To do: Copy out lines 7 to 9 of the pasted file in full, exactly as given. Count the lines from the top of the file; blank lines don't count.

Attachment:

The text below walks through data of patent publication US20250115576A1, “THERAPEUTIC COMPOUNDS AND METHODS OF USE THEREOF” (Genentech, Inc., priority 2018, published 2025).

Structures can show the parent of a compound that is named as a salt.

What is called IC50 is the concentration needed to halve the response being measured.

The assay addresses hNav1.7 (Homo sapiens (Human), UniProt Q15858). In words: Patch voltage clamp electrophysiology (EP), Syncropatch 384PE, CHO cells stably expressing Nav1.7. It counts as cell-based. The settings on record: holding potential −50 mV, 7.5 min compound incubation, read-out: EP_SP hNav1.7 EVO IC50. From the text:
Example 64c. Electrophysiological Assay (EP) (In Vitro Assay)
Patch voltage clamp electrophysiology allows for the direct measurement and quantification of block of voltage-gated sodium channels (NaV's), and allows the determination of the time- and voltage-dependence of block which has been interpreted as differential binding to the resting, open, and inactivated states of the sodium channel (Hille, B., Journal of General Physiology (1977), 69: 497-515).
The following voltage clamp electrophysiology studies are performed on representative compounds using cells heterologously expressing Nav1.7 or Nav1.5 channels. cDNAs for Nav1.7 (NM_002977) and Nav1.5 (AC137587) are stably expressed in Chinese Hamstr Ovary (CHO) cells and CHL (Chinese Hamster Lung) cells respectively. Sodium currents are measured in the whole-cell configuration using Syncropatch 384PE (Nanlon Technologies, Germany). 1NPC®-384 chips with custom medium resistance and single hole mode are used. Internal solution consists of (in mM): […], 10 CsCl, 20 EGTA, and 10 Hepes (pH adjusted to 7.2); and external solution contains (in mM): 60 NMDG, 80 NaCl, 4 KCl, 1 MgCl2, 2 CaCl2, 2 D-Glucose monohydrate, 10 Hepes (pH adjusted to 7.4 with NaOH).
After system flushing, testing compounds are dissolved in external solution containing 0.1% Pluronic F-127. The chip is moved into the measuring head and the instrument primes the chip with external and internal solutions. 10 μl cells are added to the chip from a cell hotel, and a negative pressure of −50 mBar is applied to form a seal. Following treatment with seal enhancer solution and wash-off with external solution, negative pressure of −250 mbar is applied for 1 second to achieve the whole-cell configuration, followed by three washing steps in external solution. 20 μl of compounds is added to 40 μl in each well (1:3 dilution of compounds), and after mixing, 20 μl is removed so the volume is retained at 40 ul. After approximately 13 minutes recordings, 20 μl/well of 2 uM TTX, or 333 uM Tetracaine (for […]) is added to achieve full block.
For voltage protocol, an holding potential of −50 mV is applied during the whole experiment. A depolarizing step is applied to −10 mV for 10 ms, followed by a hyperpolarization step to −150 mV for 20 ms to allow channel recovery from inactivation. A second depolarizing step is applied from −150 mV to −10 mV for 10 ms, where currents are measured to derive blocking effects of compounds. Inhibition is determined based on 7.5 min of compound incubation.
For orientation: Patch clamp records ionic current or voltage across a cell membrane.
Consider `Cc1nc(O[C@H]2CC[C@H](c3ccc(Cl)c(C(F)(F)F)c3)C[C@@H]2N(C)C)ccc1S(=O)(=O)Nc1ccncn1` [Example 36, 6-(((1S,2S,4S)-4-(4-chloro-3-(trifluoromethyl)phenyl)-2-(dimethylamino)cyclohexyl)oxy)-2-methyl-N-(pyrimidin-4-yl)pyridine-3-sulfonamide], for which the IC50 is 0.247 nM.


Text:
The following voltage clamp electrophysiology studies are performed on representative compounds using cells heterologously expressing Nav1.7 or Nav1.5 channels. cDNAs for Nav1.7 (NM_002977) and Nav1.5 (AC137587) are stably expressed in Chinese Hamstr Ovary (CHO) cells and CHL (Chinese Hamster Lung) cells respectively. Sodium currents are measured in the whole-cell configuration using Syncropatch 384PE (Nanlon Technologies, Germany). 1NPC®-384 chips with custom medium resistance and single hole mode are used. Internal solution consists of (in mM): […], 10 CsCl, 20 EGTA, and 10 Hepes (pH adjusted to 7.2); and external solution contains (in mM): 60 NMDG, 80 NaCl, 4 KCl, 1 MgCl2, 2 CaCl2, 2 D-Glucose monohydrate, 10 Hepes (pH adjusted to 7.4 with NaOH).
After system flushing, testing compounds are dissolved in external solution containing 0.1% Pluronic F-127. The chip is moved into the measuring head and the instrument primes the chip with external and internal solutions. 10 μl cells are added to the chip from a cell hotel, and a negative pressure of −50 mBar is applied to form a seal. Following treatment with seal enhancer solution and wash-off with external solution, negative pressure of −250 mbar is applied for 1 second to achieve the whole-cell configuration, followed by three washing steps in external solution. 20 μl of compounds is added to 40 μl in each well (1:3 dilution of compounds), and after mixing, 20 μl is removed so the volume is retained at 40 ul. After approximately 13 minutes recordings, 20 μl/well of 2 uM TTX, or 333 uM Tetracaine (for […]) is added to achieve full block.
For voltage protocol, an holding potential of −50 mV is applied during the whole experiment. A depolarizing step is applied to −10 mV for 10 ms, followed by a hyperpolarization step to −150 mV for 20 ms to allow channel recovery from inactivation. A second depolarizing step is applied from −150 mV to −10 mV for 10 ms, where currents are measured to derive blocking effects of compounds. Inhibition is determined based on 7.5 min of compound incubation.